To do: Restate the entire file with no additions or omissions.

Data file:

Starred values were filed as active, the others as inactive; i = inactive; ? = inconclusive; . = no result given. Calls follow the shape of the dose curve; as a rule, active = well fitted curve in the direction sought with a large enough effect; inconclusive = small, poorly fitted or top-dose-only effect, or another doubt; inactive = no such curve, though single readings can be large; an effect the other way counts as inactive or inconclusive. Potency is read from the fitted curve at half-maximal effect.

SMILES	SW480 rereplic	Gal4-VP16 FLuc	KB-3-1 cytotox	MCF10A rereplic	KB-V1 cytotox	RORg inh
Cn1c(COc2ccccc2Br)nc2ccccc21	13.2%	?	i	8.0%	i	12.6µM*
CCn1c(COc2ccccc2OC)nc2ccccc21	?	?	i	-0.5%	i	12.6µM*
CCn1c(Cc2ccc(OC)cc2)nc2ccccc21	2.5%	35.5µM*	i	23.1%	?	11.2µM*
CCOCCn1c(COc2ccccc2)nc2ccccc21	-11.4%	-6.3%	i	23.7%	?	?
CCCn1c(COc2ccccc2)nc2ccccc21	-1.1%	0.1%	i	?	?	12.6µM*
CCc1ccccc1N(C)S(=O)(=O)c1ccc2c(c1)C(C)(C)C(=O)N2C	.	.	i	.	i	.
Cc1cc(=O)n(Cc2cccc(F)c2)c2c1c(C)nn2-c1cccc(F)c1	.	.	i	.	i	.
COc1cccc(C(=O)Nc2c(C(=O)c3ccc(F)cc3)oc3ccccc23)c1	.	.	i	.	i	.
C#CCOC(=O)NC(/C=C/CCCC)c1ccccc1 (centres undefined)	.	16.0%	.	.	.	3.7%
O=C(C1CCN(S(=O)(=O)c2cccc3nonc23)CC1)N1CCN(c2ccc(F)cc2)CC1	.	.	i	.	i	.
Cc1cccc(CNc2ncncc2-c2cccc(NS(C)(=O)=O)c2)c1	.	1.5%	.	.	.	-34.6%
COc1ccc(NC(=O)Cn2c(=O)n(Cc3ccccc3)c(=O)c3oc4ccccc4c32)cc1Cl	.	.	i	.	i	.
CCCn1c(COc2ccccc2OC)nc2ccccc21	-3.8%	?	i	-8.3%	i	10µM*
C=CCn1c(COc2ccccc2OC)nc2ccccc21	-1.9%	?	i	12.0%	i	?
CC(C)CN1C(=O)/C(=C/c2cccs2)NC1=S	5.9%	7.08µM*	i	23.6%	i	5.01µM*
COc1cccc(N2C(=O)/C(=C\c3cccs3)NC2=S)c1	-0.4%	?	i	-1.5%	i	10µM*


Starred values were filed as active, the others as inactive; i = inactive; ? = inconclusive; . = no result given. Calls follow the shape of the dose curve; as a rule, active = well fitted curve in the direction sought with a large enough effect; inconclusive = small, poorly fitted or top-dose-only effect, or another doubt; inactive = no such curve, though single readings can be large; an effect the other way counts as inactive or inconclusive. Potency is read from the fitted curve at half-maximal effect.

SMILES	SW480 rereplic	Gal4-VP16 FLuc	KB-3-1 cytotox	MCF10A rereplic	KB-V1 cytotox	RORg inh
Cn1c(COc2ccccc2Br)nc2ccccc21	13.2%	?	i	8.0%	i	12.6µM*
CCn1c(COc2ccccc2OC)nc2ccccc21	?	?	i	-0.5%	i	12.6µM*
CCn1c(Cc2ccc(OC)cc2)nc2ccccc21	2.5%	35.5µM*	i	23.1%	?	11.2µM*
CCOCCn1c(COc2ccccc2)nc2ccccc21	-11.4%	-6.3%	i	23.7%	?	?
CCCn1c(COc2ccccc2)nc2ccccc21	-1.1%	0.1%	i	?	?	12.6µM*
CCc1ccccc1N(C)S(=O)(=O)c1ccc2c(c1)C(C)(C)C(=O)N2C	.	.	i	.	i	.
Cc1cc(=O)n(Cc2cccc(F)c2)c2c1c(C)nn2-c1cccc(F)c1	.	.	i	.	i	.
COc1cccc(C(=O)Nc2c(C(=O)c3ccc(F)cc3)oc3ccccc23)c1	.	.	i	.	i	.
C#CCOC(=O)NC(/C=C/CCCC)c1ccccc1 (centres undefined)	.	16.0%	.	.	.	3.7%
O=C(C1CCN(S(=O)(=O)c2cccc3nonc23)CC1)N1CCN(c2ccc(F)cc2)CC1	.	.	i	.	i	.
Cc1cccc(CNc2ncncc2-c2cccc(NS(C)(=O)=O)c2)c1	.	1.5%	.	.	.	-34.6%
COc1ccc(NC(=O)Cn2c(=O)n(Cc3ccccc3)c(=O)c3oc4ccccc4c32)cc1Cl	.	.	i	.	i	.
CCCn1c(COc2ccccc2OC)nc2ccccc21	-3.8%	?	i	-8.3%	i	10µM*
C=CCn1c(COc2ccccc2OC)nc2ccccc21	-1.9%	?	i	12.0%	i	?
CC(C)CN1C(=O)/C(=C/c2cccs2)NC1=S	5.9%	7.08µM*	i	23.6%	i	5.01µM*
COc1cccc(N2C(=O)/C(=C\c3cccs3)NC2=S)c1	-0.4%	?	i	-1.5%	i	10µM*